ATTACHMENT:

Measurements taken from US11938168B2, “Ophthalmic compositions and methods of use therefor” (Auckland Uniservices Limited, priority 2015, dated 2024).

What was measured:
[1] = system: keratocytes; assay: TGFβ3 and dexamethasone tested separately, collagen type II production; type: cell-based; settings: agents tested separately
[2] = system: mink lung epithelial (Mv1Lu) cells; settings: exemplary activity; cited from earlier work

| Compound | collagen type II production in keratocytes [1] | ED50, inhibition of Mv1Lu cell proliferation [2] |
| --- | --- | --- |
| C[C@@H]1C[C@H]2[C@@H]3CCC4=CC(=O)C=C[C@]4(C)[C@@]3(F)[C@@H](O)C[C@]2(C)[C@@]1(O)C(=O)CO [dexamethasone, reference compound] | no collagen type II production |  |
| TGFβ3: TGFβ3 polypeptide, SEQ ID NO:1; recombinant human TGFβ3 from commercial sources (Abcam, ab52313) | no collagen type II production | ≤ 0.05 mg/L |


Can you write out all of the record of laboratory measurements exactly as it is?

Measurements taken from US11938168B2, “Ophthalmic compositions and methods of use therefor” (Auckland Uniservices Limited, priority 2015, dated 2024).

What was measured:
[1] = system: keratocytes; assay: TGFβ3 and dexamethasone tested separately, collagen type II production; type: cell-based; settings: agents tested separately
[2] = system: mink lung epithelial (Mv1Lu) cells; settings: exemplary activity; cited from earlier work

| Compound | collagen type II production in keratocytes [1] | ED50, inhibition of Mv1Lu cell proliferation [2] |
| --- | --- | --- |
| C[C@@H]1C[C@H]2[C@@H]3CCC4=CC(=O)C=C[C@]4(C)[C@@]3(F)[C@@H](O)C[C@]2(C)[C@@]1(O)C(=O)CO [dexamethasone, reference compound] | no collagen type II production |  |
| TGFβ3: TGFβ3 polypeptide, SEQ ID NO:1; recombinant human TGFβ3 from commercial sources (Abcam, ab52313) | no collagen type II production | ≤ 0.05 mg/L |